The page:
Link Bait – What is it?

The internet marketing world prides itself on its own language and set of unique terminology that only someone used to surfing the wild and wooly world of SEO blogs would understand. While this makes for a nice code amongst those in the know, oftentimes I find new clients totally in the dark with the jargon, and afraid to ask for an explanation for fear of looking foolish! With the explosion of blogs and other social media, the term du jour for many web professionals is “link bait”. While it might sound a little bit high tech and mysterious, it is actually neither! Let’s take a quick, closer look.

Link bait simply refers to creating content that is designed to attract readers from around the web. I like to call it “strategic content” as it’s written with a surreptitious goal in mind: To have other bloggers and social networks comment or refer to it in their own respective sites and communities as a “must read” piece of content. dark web links Of course, you are probably thinking that this is should be your goal for every post you make, right? And this is true… but the fact of the matter is that is often tough to break through the noise online, and to REALLY attract readers like wildfire to a particular post or item on your site, you need to be a bit more pre-meditated in your planning than a normal post. I have a short list of 7 “C’s” that i refer to when i Need a big burst of readers, and need to ruffle some feathers or take special care to get them. Here they are: Have you ever paused for just a moment and wondered why the colors on the web are usually highly saturated and dark, instead of displaying more eye-pleasing toned and muted colors like those found in artwork?

Well, if you’re fairly new to the wonderful world of Web design, then the answer has everything to do with the Web-safe color palette developed for a period in time (circa 1996) when Web surfers were using 8-bit (256 colors) video cards. Sounds like an awful long time back, since hardly anyone today is on an 8-bit computer system. So, why are Web designers still obligated to stick to this Web-safe color palette when most of us are already using systems that can display at least a whopping 16. 7 million colors (24-bit)?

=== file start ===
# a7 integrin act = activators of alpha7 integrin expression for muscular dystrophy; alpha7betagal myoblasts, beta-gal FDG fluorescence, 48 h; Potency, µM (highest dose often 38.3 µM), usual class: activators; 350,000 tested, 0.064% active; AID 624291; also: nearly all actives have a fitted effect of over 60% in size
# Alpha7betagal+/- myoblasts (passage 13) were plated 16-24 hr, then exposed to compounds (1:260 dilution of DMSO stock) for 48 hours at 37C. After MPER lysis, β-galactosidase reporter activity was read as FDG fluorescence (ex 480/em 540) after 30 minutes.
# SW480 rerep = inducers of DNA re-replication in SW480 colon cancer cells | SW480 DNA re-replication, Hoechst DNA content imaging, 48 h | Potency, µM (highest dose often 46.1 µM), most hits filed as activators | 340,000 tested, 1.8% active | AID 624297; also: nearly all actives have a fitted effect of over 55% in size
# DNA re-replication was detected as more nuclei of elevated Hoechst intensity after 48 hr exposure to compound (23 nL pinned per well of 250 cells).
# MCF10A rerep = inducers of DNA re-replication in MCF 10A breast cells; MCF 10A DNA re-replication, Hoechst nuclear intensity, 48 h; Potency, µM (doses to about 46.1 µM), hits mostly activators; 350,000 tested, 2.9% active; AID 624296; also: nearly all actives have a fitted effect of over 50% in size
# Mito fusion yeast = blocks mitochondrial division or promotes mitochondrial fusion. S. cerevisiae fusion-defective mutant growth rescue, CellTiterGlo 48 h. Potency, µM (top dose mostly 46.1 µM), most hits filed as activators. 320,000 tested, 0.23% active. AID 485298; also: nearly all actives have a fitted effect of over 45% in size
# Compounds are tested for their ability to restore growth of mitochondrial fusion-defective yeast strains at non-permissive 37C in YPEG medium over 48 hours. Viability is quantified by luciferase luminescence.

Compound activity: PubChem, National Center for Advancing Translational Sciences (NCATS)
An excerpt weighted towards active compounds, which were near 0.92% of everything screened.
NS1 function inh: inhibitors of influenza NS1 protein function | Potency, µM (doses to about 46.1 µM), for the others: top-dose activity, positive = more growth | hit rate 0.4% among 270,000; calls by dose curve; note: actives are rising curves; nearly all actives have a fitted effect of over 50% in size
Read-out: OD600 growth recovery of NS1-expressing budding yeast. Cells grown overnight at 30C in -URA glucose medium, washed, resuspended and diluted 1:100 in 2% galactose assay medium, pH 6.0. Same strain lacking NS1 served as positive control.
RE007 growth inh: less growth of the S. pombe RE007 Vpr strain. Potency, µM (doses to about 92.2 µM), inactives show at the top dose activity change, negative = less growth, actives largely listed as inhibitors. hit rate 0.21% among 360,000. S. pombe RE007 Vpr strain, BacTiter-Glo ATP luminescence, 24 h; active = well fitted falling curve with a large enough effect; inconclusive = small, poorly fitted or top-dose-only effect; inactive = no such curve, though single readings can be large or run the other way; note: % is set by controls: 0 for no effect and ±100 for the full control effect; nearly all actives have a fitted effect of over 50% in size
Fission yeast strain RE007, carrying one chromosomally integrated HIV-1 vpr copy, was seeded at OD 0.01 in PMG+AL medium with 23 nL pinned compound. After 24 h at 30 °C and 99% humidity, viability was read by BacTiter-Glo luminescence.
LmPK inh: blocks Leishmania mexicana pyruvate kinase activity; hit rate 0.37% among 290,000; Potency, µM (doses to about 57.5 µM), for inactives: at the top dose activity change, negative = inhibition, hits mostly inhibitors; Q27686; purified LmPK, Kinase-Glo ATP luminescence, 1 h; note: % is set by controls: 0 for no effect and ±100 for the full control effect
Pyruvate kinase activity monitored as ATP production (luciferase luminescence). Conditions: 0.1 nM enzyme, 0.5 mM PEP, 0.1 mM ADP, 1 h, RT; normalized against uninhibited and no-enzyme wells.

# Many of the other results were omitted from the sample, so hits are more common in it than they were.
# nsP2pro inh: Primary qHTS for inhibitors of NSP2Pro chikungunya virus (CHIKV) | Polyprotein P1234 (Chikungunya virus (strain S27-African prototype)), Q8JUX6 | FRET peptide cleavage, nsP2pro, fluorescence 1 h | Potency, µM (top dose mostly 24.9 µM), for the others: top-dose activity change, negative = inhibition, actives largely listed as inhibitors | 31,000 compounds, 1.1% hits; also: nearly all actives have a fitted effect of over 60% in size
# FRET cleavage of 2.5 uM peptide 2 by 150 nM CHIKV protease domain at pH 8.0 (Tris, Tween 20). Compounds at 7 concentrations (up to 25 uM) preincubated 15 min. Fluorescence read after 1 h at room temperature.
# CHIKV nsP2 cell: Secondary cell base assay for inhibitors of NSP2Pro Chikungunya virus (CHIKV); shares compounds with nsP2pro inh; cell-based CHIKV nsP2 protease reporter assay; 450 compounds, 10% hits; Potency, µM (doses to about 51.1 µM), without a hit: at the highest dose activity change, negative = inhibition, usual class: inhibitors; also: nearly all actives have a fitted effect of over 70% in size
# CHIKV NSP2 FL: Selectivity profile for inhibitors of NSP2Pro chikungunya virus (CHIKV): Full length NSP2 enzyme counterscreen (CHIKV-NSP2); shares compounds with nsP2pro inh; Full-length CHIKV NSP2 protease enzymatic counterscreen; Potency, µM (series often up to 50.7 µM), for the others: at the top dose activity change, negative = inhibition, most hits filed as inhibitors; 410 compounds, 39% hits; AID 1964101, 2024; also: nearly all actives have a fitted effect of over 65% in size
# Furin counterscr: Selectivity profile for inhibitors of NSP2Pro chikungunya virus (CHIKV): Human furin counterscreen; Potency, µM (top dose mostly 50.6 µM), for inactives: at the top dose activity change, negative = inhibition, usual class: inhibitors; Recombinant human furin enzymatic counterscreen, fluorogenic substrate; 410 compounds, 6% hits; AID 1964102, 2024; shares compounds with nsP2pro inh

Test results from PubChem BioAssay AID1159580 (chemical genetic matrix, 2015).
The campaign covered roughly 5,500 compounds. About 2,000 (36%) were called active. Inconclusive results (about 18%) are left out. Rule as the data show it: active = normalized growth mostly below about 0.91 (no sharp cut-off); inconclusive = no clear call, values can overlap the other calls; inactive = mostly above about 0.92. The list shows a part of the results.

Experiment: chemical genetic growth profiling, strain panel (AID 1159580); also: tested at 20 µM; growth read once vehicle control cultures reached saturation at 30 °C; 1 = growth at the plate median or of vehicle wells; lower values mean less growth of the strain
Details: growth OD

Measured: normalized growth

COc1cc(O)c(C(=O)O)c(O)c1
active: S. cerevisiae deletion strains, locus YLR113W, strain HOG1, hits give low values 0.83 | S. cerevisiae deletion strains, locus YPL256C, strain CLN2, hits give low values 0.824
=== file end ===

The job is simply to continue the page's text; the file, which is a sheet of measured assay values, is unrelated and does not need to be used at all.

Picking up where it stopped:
Fortunately for all of us, the internet is a beacon of freedom and democracy and the Web-safe color palette abides by this concept by ensuring universal accessibility and avoiding discriminatory discrepancy. Consisting of 216 colors and defined by RGB values, the Web-safe color palette displays its colors perfectly on all PC or Mac users’ systems. It’s the most widely supported set of colors by Web browsers and mobile devices. If a designer builds a website without using the Web-safe color palette, two main problems would occur for someone with a lower-end graphic card:

Sure, Web-safe colors have forced aesthetics to be sacrificed for mass standard usability, but the very fact that someone using an 8-bit video card today can still experience the same browsing experience as someone with a 128-bit video card, makes the lack of extra color stimulation seem worthwhile.

It’s for this reason that businesses who hire Web designers still insist on adhering to the Web-safe color palette. The fact that all the major Web development tools like Adobe’s CS3 and Corel’s Paint Shop Pro still include this palette is testimony to the current importance for its usage.

As a designer, there isn’t anything wrong with confining yourself to a mere 216 colors, as the real art lies in combining them in ways that provide the best visual experience for the Web user. Of course, you’re bound to come across situations where you’ll need to cross that bridge and start dabbling with alternative palettes. What are those palettes, you ask?

Mainly, Adaptive (non-Web-safe colors) and Web Snap Adaptive (a combination of non-Web-safe and Web-safe). These are color palettes that’ll come in very handy when you’re working with images, animations, photographs and videos. For instance, if you’d been tasked to remap a color photograph, the Adaptive palette is the one to use. What the Adaptive palette does is sample colors from the surrounding image’s color spectrum which are far more commonly used. Web Snap Adaptive is a modified Adaptive palette which substitutes Web-safe colors for colors in images, photographs and movies that aren’t Web-safe.

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